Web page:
Cork – St Jean Pied de Port
In the weeks leading up to my departure, even though I longed for what I hoped the experience would bring, I was filled with fear about travelling alone, and if my flight had not already been booked, I might have backed out. Each night before bed, as I completed my routine with a variety of potions and creams, I thought about how few of them I could take with me and how little control I would have over my daily life. How was I going to deal with the loss of all the small, almost unnoticeable, comforts and crutches I relied on each day and settle for not much more than a sleeping bag and a toothbrush?
When the day came I took the first flight out of Cork to London Stansted to get a connecting flight to Biarritz and an overnight stay at the airport hotel there. The following morning after a hot, restless night, I took a bus from outside the airport to the train station in Bayonne and boarded a train for the relatively short journey to St Jean. When I arrived less than an hour later, I followed the rucksack-bearing crowd to the Camino office to complete the formalities. One of the volunteers, a lovely man with a little English, helped me, and although I didn’t understand much of what he said, I figured I knew enough to get started. With my details recorded, I was given my Credencial (Camino Passport), which meant that I could stay in the pilgrim-only hostels (albergues) along the route. His advice was that in the morning I should take Route Napoléon, the harder, higher and more spectacular of the two routes out of St Jean, to my first overnight stop at Roncesvalles, twenty-five kilometres away.
With the preliminaries completed, the same volunteer led me and two other pilgrims to the nearby albergue and we were shown to a basement dorm with three bunk beds. Standing inside the little sparsely furnished room without a soft furnishing in sight, the impact and reality of pilgrim hostel life began to sink in. Checking the ticket number I held in my hand, I identified which of the blue tubular-framed bunks was mine, before I tentatively laid out my sleeping bag for the first time. Then I placed the items I thought I would need later – my earplugs, torch and toiletries – at the bottom of the bunk. Actually I could have emptied out the entire contents of my rucksack for I was carrying only what was absolutely necessary. As the three of us unpacked, we exchanged information in response to questions that would be repeated again and again over the coming weeks: where are you from? Have you walked the Camino before? The most obvious question – why are you doing the Camino? – was one I asked sparingly. For me, the answer was very personal and I imagined it might be so for others too.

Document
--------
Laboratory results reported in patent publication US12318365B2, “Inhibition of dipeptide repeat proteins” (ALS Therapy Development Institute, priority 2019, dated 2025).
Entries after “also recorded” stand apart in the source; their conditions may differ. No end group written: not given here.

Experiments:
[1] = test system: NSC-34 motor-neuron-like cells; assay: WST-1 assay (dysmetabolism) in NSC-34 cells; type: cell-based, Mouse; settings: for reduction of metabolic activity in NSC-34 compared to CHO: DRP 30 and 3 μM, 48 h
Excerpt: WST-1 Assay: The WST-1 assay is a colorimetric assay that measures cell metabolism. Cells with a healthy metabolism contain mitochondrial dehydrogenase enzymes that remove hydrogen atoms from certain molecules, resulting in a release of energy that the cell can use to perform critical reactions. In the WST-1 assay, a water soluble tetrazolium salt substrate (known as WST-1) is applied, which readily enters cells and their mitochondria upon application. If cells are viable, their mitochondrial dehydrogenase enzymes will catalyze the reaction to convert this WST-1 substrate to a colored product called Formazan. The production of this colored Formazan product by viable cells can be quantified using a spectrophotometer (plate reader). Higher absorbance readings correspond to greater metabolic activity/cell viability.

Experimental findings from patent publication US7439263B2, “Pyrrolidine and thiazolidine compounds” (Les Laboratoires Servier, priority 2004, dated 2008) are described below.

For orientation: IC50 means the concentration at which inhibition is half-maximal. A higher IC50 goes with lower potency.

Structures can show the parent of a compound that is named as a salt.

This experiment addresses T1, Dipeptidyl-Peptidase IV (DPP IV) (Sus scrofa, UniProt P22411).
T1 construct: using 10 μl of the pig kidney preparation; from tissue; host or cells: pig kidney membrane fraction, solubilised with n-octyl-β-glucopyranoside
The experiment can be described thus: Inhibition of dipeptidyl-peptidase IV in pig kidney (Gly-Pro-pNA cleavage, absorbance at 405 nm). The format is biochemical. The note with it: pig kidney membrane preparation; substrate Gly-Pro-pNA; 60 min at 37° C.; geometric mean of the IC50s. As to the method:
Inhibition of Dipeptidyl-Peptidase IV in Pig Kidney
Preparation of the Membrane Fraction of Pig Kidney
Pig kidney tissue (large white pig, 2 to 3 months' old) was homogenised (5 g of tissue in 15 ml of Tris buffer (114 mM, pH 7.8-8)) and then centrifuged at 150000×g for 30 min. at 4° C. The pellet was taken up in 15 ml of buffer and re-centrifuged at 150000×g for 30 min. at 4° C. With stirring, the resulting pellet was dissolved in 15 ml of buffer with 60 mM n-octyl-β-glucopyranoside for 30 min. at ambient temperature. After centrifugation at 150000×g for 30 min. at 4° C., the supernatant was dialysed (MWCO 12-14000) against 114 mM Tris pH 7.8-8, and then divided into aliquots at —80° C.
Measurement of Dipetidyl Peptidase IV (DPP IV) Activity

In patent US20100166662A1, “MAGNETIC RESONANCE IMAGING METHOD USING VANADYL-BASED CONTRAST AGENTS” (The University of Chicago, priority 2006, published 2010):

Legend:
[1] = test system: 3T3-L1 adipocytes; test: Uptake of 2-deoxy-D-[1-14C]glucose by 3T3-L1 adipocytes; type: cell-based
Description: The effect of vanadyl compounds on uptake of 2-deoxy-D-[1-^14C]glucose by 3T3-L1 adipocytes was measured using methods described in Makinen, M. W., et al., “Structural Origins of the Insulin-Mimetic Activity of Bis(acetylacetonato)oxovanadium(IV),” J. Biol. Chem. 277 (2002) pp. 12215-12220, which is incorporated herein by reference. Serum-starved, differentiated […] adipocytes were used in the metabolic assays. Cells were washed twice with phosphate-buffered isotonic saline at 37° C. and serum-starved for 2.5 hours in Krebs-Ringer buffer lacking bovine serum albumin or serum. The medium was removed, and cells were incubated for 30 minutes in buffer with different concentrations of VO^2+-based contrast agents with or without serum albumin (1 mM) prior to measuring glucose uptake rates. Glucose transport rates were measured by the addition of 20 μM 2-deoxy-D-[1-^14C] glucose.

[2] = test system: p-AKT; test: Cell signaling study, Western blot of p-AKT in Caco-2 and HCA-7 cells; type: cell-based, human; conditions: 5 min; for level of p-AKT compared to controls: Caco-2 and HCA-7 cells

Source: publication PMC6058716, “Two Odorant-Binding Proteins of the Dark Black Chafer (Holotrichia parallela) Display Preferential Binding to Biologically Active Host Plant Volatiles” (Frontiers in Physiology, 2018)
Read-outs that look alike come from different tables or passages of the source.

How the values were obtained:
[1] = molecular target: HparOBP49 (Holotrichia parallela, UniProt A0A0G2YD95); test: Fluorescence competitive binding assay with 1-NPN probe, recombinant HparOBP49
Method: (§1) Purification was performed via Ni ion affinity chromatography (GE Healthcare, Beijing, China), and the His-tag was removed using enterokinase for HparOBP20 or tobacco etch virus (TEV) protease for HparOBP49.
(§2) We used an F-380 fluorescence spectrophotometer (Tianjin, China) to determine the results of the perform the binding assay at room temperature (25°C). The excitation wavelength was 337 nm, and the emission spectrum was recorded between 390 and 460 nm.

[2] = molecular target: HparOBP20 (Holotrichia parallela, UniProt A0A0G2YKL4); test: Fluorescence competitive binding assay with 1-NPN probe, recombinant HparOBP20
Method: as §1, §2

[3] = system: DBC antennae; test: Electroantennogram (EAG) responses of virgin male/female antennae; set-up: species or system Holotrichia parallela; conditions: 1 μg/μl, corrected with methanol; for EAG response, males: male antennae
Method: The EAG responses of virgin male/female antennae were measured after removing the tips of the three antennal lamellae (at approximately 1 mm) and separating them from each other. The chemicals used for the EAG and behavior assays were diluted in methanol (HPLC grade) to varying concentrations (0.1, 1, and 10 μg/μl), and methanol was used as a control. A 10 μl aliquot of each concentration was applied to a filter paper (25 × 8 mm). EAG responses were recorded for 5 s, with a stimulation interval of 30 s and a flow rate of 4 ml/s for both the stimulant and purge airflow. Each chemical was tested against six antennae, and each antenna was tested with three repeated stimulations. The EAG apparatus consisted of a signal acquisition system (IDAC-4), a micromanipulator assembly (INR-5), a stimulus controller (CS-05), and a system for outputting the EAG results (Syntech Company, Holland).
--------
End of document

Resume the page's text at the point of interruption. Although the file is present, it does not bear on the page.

As well as being the official starting point for the Camino Francés, St Jean is a significant tourist town. But I wasn’t a tourist and I wasn’t really interested in exploring; I was only pretending as I filled the hours until I could leave. Over coffee I looked at my guide book and maps, although I felt unable to absorb the enormity of what I was beginning to realise was ahead of me. Oh my God, five weeks! At that moment, five weeks felt like a lifetime.
Back in the albergue dorm, I made my first novice pilgrim error when I began talking to one of my room-mates in the semi-darkness without noticing that someone else was trying to sleep. Oops! I was to learn in the weeks ahead to enter dormitories quietly, as pilgrims sleep at all times of the day and night. That night I slept better than I expected, and I was very surprised to find when I got upstairs to the dining room the next morning that the adjoining dormitory was completely empty at 7 a.m. I wondered what the hurry was, and at the same time I began to feel I was running behind before I had even started.